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A battle for freedom of expression and political change


A battle for freedom of expression and political change

Dr. James M. Dorsey

Athletes, executives, and fans are turning sports in an era of defiance and dissent into a battleground for freedom of expression and political change, putting national and international sports associations that only nominally adhere to human rights on the spot.

The responses of sports associations to denunciations of repression in China’s troubled northwestern province of Xinjiang and support for pro-democracy protesters in Hong Kong by soccer celebrity Mesut ÖzilHouston Rockets basketball general manager Darryl Morey, and rugby superstar Sonny Bill Williams, alongside soccer fans in regions like Morocco and Hong Kong, highlight the willingness of those associations to sacrifice their values for commercial gain in their dealings with autocratic nations.

They also puncture the fiction of a separation of sports and politics that sports associations have long employed to justify their often-close ties to government and dealings with countries irrespective of their records in upholding basic rights.

By distancing themselves from the statements of Özil and Morey (the former of whom has ties to Turkish president Recep Tayyip Erdogan), English Premier League club Arsenal and the US National Basketball Association (NBA) have highlighted the discrepancy between their declared principles and their policies.

So has China with its penalizing of the NBA and Özil.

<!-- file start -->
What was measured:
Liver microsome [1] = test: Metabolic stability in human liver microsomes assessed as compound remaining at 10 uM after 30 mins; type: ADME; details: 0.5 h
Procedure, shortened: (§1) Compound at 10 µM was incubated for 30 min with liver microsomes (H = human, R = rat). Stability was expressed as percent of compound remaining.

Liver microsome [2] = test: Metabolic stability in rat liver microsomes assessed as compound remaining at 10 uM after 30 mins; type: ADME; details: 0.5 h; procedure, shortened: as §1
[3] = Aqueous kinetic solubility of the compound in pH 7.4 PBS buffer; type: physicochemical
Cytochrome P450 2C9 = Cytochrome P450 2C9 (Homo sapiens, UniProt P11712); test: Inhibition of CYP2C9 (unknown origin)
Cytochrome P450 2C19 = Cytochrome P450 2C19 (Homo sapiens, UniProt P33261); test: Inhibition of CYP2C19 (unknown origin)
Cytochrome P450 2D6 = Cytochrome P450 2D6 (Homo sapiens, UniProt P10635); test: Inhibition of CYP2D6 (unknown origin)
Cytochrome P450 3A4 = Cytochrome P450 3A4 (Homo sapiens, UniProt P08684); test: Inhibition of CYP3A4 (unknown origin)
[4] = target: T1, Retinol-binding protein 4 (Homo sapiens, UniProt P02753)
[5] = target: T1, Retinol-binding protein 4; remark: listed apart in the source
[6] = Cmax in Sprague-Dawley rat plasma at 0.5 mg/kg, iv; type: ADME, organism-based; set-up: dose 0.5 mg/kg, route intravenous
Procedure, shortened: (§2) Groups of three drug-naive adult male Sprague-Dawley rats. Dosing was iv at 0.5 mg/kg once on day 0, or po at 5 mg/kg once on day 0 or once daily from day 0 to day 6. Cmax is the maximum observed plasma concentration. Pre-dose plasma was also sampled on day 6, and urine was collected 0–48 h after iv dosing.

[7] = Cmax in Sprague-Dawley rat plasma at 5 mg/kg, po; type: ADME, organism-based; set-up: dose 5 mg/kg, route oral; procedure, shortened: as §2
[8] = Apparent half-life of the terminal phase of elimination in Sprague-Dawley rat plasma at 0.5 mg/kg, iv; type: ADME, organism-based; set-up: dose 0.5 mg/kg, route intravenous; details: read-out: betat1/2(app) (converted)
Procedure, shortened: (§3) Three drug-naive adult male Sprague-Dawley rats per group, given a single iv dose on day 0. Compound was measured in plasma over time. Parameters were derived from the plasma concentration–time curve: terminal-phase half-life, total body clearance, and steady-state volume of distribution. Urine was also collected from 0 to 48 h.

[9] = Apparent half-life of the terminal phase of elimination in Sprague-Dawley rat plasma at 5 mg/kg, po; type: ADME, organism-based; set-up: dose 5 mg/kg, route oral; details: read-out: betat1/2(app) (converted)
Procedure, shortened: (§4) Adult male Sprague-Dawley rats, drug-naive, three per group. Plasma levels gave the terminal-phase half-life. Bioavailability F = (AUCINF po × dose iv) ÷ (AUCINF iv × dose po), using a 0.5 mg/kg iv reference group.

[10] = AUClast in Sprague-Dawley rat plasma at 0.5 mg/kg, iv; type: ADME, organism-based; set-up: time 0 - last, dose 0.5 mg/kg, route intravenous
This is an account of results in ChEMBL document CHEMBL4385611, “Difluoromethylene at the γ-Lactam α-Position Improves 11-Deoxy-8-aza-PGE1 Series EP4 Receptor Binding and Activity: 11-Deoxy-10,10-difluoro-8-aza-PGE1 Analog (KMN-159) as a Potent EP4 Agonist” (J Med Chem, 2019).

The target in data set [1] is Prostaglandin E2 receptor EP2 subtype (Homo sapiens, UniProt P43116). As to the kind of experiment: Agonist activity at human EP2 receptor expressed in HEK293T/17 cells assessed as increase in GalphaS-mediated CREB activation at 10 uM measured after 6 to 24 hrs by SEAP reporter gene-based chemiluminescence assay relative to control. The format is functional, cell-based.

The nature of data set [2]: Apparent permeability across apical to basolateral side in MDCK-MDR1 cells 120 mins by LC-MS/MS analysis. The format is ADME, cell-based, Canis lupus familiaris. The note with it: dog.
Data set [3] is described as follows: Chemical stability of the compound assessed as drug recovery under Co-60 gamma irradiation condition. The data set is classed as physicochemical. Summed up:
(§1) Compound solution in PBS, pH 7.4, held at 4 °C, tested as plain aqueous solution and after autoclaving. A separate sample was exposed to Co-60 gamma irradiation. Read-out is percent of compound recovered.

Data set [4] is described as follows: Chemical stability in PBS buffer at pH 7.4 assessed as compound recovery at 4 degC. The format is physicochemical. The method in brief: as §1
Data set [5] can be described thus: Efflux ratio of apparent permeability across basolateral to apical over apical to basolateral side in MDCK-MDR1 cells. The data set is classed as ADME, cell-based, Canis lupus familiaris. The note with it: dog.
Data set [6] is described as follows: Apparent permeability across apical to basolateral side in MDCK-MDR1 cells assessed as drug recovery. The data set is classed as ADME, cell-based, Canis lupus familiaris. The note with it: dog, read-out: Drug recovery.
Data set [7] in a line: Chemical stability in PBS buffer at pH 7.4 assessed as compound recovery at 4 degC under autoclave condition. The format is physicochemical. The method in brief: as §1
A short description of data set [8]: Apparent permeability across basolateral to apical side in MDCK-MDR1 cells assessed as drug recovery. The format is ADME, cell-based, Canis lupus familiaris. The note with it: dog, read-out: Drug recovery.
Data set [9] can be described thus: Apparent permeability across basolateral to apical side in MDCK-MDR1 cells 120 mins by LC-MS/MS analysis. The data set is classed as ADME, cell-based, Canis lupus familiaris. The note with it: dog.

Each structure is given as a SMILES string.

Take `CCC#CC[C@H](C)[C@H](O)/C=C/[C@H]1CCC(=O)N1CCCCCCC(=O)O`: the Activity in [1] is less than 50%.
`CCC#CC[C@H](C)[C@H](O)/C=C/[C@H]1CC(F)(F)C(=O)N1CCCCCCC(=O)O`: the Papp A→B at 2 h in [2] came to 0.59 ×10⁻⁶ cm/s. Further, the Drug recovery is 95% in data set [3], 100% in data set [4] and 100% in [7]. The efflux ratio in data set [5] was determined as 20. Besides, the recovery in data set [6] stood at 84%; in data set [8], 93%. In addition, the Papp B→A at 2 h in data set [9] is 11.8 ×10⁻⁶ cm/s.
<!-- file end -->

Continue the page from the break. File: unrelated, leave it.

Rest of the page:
The gap between professed principles and practice is even more yawning with the awarding of the 2021 FIFA Club World Cup to China despite Chinese president Xi Jinping’s crackdown in Xinjiang and his moves to turn the People’s Republic into a 21st century Orwellian surveillance state.

FIFA awarded the hosting rights in a consultative rather than a transparent bidding process.

In a letter to Human Rights Watch, FIFA justified its decision by insisting that the Chinese football association as well as China as a nation have committed “to respect human rights in their activities associated with the tournament in accordance with internationally recognized human rights standards and FIFA’s own Human Rights Policy.”

It was not clear how human rights associated with the Club World Cup could be separated from the overall crackdown in China. Nor was it clear why FIFA would help Xi take a step toward fulfilling his dream of China first qualifying for the World Cup, then winning it and ultimately hosting the tournament.

The awarding casts doubt on FIFA’s campaign against racism in stadiums given that the crackdown in Xinjiang aims to force Turkic Muslims to violate principles of their faith and allow Xi Jinping to supersede Islam in their lives.

The re-emergence of sports as a battleground is not limited to the plight of Xinjiang.

Hong Kong fans recently took their struggle for greater democracy to a match in South Korea.